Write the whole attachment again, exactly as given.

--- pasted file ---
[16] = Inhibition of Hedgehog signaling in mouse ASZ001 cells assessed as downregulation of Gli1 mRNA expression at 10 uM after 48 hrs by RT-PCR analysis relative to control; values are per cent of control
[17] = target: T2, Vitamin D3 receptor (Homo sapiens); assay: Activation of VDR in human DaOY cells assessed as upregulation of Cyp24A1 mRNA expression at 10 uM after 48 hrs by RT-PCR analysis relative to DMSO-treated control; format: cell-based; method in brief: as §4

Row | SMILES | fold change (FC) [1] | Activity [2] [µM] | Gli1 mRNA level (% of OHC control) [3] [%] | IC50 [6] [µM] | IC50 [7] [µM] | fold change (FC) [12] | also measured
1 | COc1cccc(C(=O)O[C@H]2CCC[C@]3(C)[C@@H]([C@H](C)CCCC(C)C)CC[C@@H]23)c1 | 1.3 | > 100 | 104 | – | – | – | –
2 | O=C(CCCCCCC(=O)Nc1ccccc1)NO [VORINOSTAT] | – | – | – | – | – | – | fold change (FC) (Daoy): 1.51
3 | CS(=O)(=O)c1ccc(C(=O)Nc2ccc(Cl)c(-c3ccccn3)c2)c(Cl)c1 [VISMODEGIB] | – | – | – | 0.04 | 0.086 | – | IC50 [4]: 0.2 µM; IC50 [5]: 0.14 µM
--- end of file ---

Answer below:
[16] = Inhibition of Hedgehog signaling in mouse ASZ001 cells assessed as downregulation of Gli1 mRNA expression at 10 uM after 48 hrs by RT-PCR analysis relative to control; values are per cent of control
[17] = target: T2, Vitamin D3 receptor (Homo sapiens); assay: Activation of VDR in human DaOY cells assessed as upregulation of Cyp24A1 mRNA expression at 10 uM after 48 hrs by RT-PCR analysis relative to DMSO-treated control; format: cell-based; method in brief: as §4

Row | SMILES | fold change (FC) [1] | Activity [2] [µM] | Gli1 mRNA level (% of OHC control) [3] [%] | IC50 [6] [µM] | IC50 [7] [µM] | fold change (FC) [12] | also measured
1 | COc1cccc(C(=O)O[C@H]2CCC[C@]3(C)[C@@H]([C@H](C)CCCC(C)C)CC[C@@H]23)c1 | 1.3 | > 100 | 104 | – | – | – | –
2 | O=C(CCCCCCC(=O)Nc1ccccc1)NO [VORINOSTAT] | – | – | – | – | – | – | fold change (FC) (Daoy): 1.51
3 | CS(=O)(=O)c1ccc(C(=O)Nc2ccc(Cl)c(-c3ccccn3)c2)c(Cl)c1 [VISMODEGIB] | – | – | – | 0.04 | 0.086 | – | IC50 [4]: 0.2 µM; IC50 [5]: 0.14 µM